How You Can Help the Barn Owl Population Survive


As industrialization continues across the UK, so does an increased risk to natural habitats. Barn Owls are among species that can be heavily affected. Every year 4000 pairs of Barn Owls produce 12000 young and it’s estimated 3000-5000 are killed on roads. Many of these deaths involve young owls in the autumn who are in the middle of post-fledging dispersal – moving out of their parent’s territory and fending for themselves. The best way to prevent this is to guide the owls to fly higher when crossing. Planting high hedges or closely-spaced trees on both sides of a road means the birds have a lot of shelter to work with.

Other major hazards include rat poison. The owls are contaminated when they eat an infected rat, and this applies to other birds of prey as well. In 2010 the statistics for contaminated Barn Owls reached 91%. The last report from the Predatory Bird Monitoring Scheme showed 100% of kestrels were infected alongside 94% of Red Kites. The truth is rats are a threat that must be controlled, but there are more sustainable methods than poison, reducing the risk to Barn Owls.

Suggestions for preventative methods are taking away rat food sources, encourage natural predators like owls by setting up nestboxes or using non-toxic rodenticides like Eradibait. The powdered corn cob is lethal when it’s in the majority of a rat’s diet but doesn’t effect non-rodents.

Erecting nestboxes is a good way of making sure Barn Owls are protected. When deciding on the best place to put it consider placing a box 3+ metres above the ground. Using nestboxes in large buildings is cheaper and provide extra shelter for the owl. Another option is to covert your loft into a nesting area so the birds are warm and provided for all year round.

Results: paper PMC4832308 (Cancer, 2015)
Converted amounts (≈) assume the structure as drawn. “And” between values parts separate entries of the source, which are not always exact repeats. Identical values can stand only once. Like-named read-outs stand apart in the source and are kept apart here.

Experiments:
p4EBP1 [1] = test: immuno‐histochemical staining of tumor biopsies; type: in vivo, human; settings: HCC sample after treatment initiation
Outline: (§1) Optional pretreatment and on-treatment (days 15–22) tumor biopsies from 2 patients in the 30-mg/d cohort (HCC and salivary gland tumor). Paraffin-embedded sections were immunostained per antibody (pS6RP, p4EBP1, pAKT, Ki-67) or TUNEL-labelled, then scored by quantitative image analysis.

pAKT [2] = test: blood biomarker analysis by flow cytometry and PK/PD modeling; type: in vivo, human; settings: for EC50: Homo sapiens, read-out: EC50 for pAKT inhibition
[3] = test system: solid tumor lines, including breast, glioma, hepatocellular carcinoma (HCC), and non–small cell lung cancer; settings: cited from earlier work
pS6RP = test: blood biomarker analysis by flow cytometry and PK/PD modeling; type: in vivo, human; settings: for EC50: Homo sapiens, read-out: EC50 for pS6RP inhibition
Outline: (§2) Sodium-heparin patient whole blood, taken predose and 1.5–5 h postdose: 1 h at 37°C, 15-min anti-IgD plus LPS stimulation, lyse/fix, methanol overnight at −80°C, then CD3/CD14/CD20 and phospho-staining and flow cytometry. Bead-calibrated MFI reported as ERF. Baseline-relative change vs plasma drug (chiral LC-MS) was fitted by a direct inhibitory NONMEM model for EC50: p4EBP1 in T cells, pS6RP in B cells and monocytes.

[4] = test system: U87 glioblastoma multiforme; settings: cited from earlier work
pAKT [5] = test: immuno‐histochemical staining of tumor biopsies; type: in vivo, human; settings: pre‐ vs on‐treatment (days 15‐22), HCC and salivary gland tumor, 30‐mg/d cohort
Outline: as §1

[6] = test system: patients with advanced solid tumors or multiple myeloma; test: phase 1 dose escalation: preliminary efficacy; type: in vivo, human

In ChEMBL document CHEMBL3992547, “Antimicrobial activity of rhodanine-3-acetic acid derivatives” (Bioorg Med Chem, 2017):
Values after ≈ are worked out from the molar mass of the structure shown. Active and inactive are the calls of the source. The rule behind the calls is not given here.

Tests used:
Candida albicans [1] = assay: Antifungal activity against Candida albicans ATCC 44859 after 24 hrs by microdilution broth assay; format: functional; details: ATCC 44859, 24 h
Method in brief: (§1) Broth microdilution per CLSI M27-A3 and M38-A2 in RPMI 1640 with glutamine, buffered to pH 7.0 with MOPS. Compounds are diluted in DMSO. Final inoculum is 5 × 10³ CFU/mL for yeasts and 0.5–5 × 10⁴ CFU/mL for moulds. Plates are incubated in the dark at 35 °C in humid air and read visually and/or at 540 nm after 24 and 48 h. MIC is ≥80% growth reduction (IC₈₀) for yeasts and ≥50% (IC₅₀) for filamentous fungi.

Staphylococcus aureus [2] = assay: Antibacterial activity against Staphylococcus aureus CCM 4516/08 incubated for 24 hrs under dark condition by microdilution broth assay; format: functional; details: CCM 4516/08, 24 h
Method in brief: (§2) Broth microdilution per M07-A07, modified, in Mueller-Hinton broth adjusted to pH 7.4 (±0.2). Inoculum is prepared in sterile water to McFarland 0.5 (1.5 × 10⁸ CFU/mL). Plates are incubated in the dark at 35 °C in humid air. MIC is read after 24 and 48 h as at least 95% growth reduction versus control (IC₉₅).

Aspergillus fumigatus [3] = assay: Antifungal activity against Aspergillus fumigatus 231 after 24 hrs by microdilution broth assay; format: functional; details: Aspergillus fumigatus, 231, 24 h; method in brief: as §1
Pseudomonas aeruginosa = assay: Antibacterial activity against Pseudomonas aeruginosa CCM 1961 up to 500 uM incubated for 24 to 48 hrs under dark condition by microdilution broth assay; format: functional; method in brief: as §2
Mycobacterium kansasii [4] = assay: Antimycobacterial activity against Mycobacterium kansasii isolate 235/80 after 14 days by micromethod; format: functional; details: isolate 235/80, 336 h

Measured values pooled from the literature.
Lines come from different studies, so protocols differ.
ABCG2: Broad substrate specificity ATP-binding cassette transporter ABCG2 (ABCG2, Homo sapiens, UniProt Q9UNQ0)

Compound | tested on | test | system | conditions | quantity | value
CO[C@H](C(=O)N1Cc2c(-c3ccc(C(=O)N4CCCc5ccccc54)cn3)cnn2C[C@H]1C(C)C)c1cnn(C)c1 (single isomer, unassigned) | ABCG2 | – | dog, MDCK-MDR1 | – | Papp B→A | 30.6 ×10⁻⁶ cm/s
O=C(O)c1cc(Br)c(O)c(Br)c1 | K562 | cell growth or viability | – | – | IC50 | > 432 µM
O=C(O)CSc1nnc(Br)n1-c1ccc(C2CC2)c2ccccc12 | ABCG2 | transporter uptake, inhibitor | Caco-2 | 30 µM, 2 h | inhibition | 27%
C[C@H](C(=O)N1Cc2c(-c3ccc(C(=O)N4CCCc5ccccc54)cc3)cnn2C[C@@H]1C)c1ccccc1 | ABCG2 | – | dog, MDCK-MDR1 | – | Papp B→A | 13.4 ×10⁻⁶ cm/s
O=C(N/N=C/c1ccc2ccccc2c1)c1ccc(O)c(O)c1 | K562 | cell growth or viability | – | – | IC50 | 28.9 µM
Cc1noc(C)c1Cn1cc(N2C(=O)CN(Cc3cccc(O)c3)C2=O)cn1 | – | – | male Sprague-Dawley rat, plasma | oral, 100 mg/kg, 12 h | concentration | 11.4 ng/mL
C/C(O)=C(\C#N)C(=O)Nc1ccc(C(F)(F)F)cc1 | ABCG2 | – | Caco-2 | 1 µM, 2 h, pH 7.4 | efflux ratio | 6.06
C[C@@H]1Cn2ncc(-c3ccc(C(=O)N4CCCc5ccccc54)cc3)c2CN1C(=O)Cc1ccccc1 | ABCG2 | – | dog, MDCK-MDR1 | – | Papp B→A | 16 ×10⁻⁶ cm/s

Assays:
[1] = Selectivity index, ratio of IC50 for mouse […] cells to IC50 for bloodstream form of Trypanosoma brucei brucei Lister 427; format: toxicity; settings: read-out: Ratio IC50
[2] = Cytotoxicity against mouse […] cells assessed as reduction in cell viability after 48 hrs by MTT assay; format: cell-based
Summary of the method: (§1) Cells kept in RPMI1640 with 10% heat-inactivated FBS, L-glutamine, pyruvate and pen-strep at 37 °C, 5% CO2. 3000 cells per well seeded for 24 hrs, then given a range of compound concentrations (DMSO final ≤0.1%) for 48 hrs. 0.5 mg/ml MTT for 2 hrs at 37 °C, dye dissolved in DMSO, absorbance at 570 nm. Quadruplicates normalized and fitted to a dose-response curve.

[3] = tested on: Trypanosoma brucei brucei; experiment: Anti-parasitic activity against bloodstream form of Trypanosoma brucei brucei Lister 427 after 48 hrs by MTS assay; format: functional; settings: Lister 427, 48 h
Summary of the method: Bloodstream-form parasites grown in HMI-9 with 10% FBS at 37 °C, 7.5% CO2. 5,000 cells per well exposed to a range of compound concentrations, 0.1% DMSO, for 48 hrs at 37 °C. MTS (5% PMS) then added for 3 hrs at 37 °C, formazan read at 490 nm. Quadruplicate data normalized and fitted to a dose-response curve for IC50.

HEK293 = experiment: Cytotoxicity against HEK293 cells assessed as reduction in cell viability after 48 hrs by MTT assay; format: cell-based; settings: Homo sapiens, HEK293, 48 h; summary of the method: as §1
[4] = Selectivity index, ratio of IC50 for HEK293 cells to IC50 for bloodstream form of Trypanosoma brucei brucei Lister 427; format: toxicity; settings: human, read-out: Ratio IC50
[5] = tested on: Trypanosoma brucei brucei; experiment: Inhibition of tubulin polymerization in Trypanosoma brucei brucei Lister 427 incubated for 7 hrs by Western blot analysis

Managing your land is the best way to help Barn Owls. Make sure the land is more than 1km away from the nearest motorway and ensure there is little layer grass. This kind of grass is 70mm deep and encourages Field Voles to make their tunnels. The grass also provides cover for shrew and mice. These species make up 82% of Barn Owl diets in the UK.

The Barn Owl Trust is an organisation dedicated to maintaining the owl species. They work to conserve land, raise awareness and point out the best ways of helping Barn Owls nation wide. Why not help them by adopting an owl and giving them a fighting chance at survival?

Barn Owls are undoubtably one of the most beautiful birds in the world. When I visited Chester Falconry, I made a friend called Peaches who made the day all the more special for me.



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